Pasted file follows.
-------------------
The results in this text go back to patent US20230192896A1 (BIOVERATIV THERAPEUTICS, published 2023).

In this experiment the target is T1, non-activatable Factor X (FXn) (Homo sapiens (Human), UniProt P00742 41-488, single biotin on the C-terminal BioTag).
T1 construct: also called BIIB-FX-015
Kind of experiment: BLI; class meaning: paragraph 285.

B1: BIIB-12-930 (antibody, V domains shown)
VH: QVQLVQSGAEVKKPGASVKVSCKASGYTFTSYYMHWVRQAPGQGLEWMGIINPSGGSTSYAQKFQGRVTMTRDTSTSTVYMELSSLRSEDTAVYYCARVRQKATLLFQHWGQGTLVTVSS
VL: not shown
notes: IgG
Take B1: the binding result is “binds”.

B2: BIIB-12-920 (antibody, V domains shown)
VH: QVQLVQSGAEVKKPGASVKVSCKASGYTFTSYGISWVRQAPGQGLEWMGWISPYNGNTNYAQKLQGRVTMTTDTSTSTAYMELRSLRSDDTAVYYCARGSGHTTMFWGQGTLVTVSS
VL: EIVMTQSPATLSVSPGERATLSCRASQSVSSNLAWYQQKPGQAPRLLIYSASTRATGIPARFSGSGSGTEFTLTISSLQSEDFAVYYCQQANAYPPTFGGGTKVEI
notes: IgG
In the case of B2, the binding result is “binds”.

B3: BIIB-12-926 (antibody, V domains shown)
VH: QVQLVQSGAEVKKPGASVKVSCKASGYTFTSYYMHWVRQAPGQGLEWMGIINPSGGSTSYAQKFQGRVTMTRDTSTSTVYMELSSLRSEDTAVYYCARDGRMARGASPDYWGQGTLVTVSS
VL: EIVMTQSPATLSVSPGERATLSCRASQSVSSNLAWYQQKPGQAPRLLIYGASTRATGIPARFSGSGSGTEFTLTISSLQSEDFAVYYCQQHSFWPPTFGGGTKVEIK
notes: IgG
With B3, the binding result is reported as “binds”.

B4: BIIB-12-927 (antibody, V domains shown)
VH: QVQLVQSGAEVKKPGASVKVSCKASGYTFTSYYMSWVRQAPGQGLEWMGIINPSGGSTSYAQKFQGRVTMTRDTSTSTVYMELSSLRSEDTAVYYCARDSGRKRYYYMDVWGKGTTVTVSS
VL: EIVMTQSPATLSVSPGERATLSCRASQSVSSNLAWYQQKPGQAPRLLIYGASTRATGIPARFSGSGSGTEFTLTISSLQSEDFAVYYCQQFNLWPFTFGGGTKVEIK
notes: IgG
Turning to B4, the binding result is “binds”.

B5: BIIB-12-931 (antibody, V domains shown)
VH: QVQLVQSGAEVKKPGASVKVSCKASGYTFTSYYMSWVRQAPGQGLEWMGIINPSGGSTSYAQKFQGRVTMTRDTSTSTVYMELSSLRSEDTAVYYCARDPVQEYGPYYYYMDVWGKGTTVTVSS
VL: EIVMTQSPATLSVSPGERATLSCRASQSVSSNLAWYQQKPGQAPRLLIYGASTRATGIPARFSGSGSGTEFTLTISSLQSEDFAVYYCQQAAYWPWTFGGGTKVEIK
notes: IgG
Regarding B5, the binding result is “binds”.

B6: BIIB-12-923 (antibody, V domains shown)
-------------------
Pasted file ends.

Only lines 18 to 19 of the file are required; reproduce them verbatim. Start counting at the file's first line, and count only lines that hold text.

notes: IgG
With B3, the binding result is reported as “binds”.